Stellar Companions of Exoplanet Host Stars in K2,
Rachel Matson, NASA Postdoctoral Fellow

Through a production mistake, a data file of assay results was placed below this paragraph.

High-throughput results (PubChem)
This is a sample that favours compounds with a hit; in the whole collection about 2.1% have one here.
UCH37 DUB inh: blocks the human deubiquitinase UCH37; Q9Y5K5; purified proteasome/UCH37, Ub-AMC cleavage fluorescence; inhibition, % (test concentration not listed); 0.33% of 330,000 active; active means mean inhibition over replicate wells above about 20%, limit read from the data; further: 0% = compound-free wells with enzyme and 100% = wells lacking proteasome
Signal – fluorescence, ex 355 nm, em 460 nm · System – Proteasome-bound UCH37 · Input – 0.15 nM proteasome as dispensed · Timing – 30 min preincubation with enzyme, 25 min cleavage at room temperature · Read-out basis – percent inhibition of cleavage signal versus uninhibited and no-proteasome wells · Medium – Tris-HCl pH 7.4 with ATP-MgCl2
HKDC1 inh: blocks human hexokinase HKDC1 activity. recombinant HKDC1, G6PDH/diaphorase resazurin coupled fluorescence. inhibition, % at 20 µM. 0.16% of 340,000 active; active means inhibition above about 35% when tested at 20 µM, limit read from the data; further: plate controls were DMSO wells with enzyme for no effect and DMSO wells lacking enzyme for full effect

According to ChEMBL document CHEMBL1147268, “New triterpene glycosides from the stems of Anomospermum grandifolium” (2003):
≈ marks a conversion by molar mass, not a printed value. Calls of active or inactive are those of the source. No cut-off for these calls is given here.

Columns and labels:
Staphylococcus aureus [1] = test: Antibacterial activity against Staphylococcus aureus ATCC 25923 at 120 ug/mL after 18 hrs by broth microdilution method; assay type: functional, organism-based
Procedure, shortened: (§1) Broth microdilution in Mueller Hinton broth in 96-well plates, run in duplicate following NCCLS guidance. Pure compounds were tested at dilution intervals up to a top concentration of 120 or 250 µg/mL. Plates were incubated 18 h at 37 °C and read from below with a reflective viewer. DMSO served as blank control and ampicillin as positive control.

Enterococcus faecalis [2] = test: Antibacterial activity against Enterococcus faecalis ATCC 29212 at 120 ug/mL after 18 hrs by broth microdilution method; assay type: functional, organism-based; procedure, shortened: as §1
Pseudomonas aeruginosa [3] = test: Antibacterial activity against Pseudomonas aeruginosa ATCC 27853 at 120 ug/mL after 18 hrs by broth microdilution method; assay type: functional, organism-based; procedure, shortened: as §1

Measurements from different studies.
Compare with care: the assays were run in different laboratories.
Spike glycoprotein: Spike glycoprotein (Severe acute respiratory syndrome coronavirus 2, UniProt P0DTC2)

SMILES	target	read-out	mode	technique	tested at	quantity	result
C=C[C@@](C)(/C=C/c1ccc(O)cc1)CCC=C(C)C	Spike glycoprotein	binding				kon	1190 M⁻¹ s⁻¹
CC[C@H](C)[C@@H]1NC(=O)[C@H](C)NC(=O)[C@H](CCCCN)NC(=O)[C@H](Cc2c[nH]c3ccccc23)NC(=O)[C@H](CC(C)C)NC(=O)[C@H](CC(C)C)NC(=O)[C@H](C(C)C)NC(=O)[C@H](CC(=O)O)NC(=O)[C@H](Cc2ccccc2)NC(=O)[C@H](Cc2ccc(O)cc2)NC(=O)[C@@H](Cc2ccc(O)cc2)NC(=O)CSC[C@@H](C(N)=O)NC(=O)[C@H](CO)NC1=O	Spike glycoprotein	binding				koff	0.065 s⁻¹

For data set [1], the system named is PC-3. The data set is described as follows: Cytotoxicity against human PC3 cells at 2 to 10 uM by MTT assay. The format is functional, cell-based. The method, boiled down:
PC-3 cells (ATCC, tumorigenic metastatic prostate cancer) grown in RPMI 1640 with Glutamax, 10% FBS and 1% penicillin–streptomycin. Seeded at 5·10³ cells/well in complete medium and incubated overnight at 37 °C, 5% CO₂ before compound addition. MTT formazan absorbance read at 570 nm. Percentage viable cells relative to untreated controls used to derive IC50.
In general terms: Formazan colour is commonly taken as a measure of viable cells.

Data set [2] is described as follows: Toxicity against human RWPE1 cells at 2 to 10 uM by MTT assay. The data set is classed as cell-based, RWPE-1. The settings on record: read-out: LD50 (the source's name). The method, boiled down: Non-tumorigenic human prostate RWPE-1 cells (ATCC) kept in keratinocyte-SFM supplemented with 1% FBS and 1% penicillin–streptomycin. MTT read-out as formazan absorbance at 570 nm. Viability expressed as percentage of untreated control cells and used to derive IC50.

Binary stars are ubiquitous throughout the galaxy, with roughly half of all nearby solar-type stars having at least one companion. Stellar companions can have significant implications for the detection and characterization of exoplanets, including triggering false positives and masking the true sizes of planets. Ground-based high-resolution speckle imaging uses large numbers of short exposures to freeze out variations in atmospheric turbulence in order to detect stellar companions within one arc second of exoplanet host stars. If no companion is detected such observations set strict limits on possible companions which, if unaccounted for, can cause exoplanet radii to be underestimated. When companions are detected, speckle imaging can constrain the properties of the companion and enable the planetary radii to be corrected. To better understand the impact of stellar multiplicity on planet characteristics and detection rates, we use speckle data of K2 planet candidates to determine the companion fraction of host stars. By comparing the observed companion rate to TRILEGAL star count simulations and the detection limits of speckle imaging, we estimate the binary fraction of K2 planet host stars to be similar to that of field stars.
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